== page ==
This one is pretty simple, and the effect can be applied to just about any image you have. Start with a new document 500 px by 500 px. Now open your picture, we will be using just one for this example. Go ahead and drag it into your new document and set it to invisible by clicking the eye on the layers palette, we will get back to those in a bit.
Create a new layer (ctrl+N) and then grab your shape tool (U). We are going to make a rectangle with a fill color of #f8f8f8. Dimensions aren’t too critical, but just make sure it resembles the shape we are going after. This will become the frame for your Polaroid.
Go ahead and Rasterize the layer by right clicking in the layers palette and selecting rasterize. Grab your selection tool (M) and make a rectangle in the interior and press delete, this is where your photo will be going.
Next we will apply some layer styles by double clicking your layer. Apply the following styles.
Let’s revisit our photo we imported earlier. Select and restore its’ visibility. Move the layer directly below your Polaroid layer in the layers palette and position it into the Polaroid “window”.
Now select your Polaroid layer and grab the wand tool (W). Now pay attention, because this may be a bit advanced for some users. Make a selection INSIDE the Polaroid window. Now select your photo layer and click the Add Vector Mask button in the layer palette. Hey now, its starting too look like a Polaroid now isn’t it!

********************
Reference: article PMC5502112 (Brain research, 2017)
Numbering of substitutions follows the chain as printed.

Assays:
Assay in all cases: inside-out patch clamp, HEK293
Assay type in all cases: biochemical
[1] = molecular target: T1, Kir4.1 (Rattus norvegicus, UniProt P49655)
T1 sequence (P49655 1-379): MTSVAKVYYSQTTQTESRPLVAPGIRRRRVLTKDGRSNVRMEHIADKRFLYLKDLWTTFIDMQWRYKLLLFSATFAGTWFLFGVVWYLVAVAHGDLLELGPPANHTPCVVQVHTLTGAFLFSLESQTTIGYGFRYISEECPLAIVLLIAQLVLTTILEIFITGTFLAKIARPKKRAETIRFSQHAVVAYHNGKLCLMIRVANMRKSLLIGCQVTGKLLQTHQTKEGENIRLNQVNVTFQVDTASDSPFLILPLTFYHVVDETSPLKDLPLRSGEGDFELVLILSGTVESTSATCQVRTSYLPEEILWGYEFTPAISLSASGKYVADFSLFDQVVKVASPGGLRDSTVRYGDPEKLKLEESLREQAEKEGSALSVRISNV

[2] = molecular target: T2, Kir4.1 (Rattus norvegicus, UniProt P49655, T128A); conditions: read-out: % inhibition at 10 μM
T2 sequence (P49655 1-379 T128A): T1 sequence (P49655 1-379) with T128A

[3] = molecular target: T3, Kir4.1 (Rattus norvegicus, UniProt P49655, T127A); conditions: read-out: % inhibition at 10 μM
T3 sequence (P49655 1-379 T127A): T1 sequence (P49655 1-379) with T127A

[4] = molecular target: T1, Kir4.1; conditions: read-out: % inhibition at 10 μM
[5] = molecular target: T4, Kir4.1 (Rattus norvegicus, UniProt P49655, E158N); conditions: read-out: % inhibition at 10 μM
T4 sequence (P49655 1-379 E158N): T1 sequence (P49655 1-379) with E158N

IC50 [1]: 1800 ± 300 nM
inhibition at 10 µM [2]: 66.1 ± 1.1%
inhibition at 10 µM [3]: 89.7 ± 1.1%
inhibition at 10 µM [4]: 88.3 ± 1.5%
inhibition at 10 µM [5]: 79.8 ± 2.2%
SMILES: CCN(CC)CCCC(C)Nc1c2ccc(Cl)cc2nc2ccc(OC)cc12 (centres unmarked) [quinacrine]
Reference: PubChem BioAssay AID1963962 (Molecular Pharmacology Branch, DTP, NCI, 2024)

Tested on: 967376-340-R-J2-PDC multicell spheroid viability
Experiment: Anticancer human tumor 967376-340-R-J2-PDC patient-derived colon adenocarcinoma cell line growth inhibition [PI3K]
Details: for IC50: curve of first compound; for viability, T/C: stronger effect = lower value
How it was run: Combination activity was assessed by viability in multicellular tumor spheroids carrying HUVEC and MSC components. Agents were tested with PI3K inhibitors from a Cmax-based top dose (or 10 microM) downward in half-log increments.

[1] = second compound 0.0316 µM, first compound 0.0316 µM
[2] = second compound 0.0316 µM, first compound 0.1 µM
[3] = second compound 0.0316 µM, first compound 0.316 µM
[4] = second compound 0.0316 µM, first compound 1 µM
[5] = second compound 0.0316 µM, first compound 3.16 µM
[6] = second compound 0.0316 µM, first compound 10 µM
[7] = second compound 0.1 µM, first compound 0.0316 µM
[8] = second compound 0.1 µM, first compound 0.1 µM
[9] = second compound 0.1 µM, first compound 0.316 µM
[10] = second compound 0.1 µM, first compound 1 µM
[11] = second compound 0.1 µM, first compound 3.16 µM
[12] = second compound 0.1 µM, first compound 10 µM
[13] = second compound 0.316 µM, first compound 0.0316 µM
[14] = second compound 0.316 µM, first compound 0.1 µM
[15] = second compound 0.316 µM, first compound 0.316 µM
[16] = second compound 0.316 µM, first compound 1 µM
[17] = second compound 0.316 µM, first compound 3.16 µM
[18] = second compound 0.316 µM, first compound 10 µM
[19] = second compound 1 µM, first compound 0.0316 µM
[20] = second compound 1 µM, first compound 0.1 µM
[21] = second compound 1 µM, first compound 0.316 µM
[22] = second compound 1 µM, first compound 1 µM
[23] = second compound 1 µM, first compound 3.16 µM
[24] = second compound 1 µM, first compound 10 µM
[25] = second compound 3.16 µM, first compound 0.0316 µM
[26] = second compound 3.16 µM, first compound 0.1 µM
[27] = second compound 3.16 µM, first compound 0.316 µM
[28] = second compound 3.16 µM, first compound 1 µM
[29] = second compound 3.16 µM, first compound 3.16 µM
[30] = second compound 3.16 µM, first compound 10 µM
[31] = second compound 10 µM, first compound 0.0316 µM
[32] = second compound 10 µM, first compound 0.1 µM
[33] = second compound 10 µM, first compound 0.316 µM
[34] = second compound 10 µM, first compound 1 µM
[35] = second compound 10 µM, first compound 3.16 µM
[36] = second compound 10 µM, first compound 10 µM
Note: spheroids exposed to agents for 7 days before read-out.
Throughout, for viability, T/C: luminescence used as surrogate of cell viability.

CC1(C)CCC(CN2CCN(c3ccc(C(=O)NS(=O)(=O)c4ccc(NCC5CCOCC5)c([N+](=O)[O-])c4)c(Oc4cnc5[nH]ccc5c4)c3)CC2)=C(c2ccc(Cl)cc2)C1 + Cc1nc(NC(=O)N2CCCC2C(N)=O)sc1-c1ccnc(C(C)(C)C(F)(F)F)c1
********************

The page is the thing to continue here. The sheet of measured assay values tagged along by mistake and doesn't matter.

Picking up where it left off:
Just a few more steps and you’ll have a clever stack of Polaroid’s. In the layers palette, click the group button. Now move your photo and Polaroid layers into your newly created group. Still with me? Great, because we’re almost done! Right click the group and click Duplicate. Now, press CTRL-T to bring up the transform tool, and give the box a little rotation. You should have something that looks like this.
And there you have it, a nice stack of Polaroid’s. Feel free to repeat the process to increase the size of the stack. You can also experiment with the drop shadow sizes to help create the effect you are after.
This tutorial was written by Brett Adams, web developer and new venture blogger.